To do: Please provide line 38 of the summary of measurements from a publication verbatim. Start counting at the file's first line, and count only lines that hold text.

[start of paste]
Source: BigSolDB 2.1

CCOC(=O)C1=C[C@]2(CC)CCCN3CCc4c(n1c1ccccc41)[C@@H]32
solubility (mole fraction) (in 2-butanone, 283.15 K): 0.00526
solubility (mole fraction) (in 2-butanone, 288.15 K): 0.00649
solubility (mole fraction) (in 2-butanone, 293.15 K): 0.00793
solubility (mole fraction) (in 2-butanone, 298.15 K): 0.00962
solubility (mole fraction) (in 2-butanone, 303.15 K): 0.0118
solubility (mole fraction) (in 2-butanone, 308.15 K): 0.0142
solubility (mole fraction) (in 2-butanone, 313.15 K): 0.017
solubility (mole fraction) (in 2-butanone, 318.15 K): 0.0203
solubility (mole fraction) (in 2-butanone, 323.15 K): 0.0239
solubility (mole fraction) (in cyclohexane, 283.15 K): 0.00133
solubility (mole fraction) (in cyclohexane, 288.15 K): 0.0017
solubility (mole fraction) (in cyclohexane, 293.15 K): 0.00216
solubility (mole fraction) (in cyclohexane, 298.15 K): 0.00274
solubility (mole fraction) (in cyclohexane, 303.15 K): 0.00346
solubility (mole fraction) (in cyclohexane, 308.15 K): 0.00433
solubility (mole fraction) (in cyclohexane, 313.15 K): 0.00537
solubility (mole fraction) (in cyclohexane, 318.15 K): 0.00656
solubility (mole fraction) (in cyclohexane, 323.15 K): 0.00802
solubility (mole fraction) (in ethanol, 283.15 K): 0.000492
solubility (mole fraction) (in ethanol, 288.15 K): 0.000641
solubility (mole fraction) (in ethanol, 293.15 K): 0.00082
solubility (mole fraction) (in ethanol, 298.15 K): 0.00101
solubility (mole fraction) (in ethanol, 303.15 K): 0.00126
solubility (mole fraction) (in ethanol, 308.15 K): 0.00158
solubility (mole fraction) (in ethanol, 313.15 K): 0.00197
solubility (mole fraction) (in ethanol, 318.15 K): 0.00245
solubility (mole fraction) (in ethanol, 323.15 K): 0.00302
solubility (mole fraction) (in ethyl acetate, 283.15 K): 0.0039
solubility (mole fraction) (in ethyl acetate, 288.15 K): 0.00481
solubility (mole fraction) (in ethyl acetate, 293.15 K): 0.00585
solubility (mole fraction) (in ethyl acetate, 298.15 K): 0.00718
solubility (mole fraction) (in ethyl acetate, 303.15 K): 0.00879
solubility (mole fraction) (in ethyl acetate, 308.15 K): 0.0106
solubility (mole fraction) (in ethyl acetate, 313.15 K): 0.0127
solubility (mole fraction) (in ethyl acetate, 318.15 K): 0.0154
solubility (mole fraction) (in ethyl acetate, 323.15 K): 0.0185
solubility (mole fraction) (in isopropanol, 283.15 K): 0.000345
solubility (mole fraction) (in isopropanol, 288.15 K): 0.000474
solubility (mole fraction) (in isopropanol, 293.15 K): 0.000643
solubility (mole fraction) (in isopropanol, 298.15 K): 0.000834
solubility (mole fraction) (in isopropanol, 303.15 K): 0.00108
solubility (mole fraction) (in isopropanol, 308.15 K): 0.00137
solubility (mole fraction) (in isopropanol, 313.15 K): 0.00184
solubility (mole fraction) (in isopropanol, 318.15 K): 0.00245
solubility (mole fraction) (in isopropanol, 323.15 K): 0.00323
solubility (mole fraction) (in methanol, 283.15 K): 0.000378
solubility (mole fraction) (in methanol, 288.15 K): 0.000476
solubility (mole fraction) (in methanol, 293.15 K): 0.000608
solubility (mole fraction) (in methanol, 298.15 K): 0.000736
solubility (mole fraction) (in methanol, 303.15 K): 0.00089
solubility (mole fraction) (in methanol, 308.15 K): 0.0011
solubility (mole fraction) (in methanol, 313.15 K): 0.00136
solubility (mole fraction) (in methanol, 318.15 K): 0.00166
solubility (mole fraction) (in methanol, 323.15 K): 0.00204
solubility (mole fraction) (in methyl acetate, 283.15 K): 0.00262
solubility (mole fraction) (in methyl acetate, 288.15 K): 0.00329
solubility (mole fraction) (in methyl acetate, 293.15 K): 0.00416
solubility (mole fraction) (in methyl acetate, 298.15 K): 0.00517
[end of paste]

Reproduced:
solubility (mole fraction) (in ethyl acetate, 323.15 K): 0.0185